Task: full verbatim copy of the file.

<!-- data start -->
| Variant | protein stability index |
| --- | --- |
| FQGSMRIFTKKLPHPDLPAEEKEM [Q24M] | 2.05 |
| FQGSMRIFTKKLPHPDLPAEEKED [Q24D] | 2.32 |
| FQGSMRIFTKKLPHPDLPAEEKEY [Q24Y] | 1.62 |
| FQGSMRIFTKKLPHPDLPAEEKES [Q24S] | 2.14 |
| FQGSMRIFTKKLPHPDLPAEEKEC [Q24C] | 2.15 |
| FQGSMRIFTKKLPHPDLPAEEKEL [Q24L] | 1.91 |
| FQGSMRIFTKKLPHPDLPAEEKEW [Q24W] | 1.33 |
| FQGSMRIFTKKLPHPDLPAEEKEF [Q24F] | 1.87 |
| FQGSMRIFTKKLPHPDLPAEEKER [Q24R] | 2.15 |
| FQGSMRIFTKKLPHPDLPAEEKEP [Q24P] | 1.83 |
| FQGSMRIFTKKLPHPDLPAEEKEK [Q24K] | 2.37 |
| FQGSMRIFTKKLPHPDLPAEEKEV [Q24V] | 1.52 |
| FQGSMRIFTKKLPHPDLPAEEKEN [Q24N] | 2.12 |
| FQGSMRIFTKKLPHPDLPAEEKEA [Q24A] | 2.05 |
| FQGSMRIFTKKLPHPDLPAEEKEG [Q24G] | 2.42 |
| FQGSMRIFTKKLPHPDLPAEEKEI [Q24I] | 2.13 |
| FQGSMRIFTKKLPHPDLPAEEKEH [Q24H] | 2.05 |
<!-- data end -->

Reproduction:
| Variant | protein stability index |
| --- | --- |
| FQGSMRIFTKKLPHPDLPAEEKEM [Q24M] | 2.05 |
| FQGSMRIFTKKLPHPDLPAEEKED [Q24D] | 2.32 |
| FQGSMRIFTKKLPHPDLPAEEKEY [Q24Y] | 1.62 |
| FQGSMRIFTKKLPHPDLPAEEKES [Q24S] | 2.14 |
| FQGSMRIFTKKLPHPDLPAEEKEC [Q24C] | 2.15 |
| FQGSMRIFTKKLPHPDLPAEEKEL [Q24L] | 1.91 |
| FQGSMRIFTKKLPHPDLPAEEKEW [Q24W] | 1.33 |
| FQGSMRIFTKKLPHPDLPAEEKEF [Q24F] | 1.87 |
| FQGSMRIFTKKLPHPDLPAEEKER [Q24R] | 2.15 |
| FQGSMRIFTKKLPHPDLPAEEKEP [Q24P] | 1.83 |
| FQGSMRIFTKKLPHPDLPAEEKEK [Q24K] | 2.37 |
| FQGSMRIFTKKLPHPDLPAEEKEV [Q24V] | 1.52 |
| FQGSMRIFTKKLPHPDLPAEEKEN [Q24N] | 2.12 |
| FQGSMRIFTKKLPHPDLPAEEKEA [Q24A] | 2.05 |
| FQGSMRIFTKKLPHPDLPAEEKEG [Q24G] | 2.42 |
| FQGSMRIFTKKLPHPDLPAEEKEI [Q24I] | 2.13 |
| FQGSMRIFTKKLPHPDLPAEEKEH [Q24H] | 2.05 |